Although scholars have a range of definitions for Religion, the most commonly used today is a functional one. It treats the term as a social taxon that consists of a number of different kinds of practices that people engage in. Often, these involve belief in particular supernatural or spiritual beings or institutions. Other common features include ritual, community, and morality. The emergence of this functional approach has raised two philosophical issues for the concept of Religion.
The first issue is whether we can understand the category of Religion using the classical theory of concepts, which assumes that any given practice will have a single defining property that distinguishes it from others like it. The second issue is the extent to which a particular kind of activity should be categorized as Religion. For example, it would be a mistake to define Religion as something that is always or usually about the human need for transcendent meaning. Similarly, it would be misguided to define Religion as anything that is always or usually about the need for a certain type of social organization or institution.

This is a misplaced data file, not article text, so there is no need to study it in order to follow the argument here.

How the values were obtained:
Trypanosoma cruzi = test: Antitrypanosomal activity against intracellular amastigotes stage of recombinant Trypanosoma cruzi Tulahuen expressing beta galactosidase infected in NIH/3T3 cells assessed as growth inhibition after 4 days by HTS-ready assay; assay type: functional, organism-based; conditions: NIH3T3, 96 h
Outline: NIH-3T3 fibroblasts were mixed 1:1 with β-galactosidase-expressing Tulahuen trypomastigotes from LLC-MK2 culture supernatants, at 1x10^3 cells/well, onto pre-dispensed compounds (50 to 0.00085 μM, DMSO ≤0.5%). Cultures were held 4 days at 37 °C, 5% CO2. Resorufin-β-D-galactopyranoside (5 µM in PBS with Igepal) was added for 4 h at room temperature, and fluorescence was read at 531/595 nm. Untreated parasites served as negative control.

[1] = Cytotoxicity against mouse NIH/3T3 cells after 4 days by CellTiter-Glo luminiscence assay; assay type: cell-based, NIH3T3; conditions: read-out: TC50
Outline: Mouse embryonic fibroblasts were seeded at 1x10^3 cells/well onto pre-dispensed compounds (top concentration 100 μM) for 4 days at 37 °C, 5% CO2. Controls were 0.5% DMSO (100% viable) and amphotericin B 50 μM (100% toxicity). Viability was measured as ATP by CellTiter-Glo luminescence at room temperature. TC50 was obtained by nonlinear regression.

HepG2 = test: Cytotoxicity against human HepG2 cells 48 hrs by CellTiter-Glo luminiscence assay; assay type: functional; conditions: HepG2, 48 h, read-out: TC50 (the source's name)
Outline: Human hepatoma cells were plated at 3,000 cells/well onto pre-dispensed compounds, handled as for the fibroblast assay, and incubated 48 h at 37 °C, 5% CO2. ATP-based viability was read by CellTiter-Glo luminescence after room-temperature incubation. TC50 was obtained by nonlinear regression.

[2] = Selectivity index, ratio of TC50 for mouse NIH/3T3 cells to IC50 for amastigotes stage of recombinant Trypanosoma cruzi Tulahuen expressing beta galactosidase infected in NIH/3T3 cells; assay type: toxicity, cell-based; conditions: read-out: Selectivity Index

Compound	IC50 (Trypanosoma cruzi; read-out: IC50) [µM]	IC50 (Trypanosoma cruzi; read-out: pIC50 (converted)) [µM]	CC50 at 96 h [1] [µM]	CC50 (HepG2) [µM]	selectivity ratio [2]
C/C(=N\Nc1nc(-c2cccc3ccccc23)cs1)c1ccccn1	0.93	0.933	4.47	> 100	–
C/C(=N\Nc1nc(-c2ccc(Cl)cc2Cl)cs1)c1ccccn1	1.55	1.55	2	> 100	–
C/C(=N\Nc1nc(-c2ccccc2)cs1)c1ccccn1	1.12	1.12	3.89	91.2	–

These issues have prompted some social scientists to abandon substantive and functional definitions altogether in favor of what is called the Verstehen approach. It is based on the assumption that most participants in religious activities already have working definitions of their own and that a depiction of religion that fails to reflect these definitions would distort rather than report (see Runciman 1969). This approach has not become widely adopted because it requires the researcher to be present in the field and to participate in the actual religious practices being studied.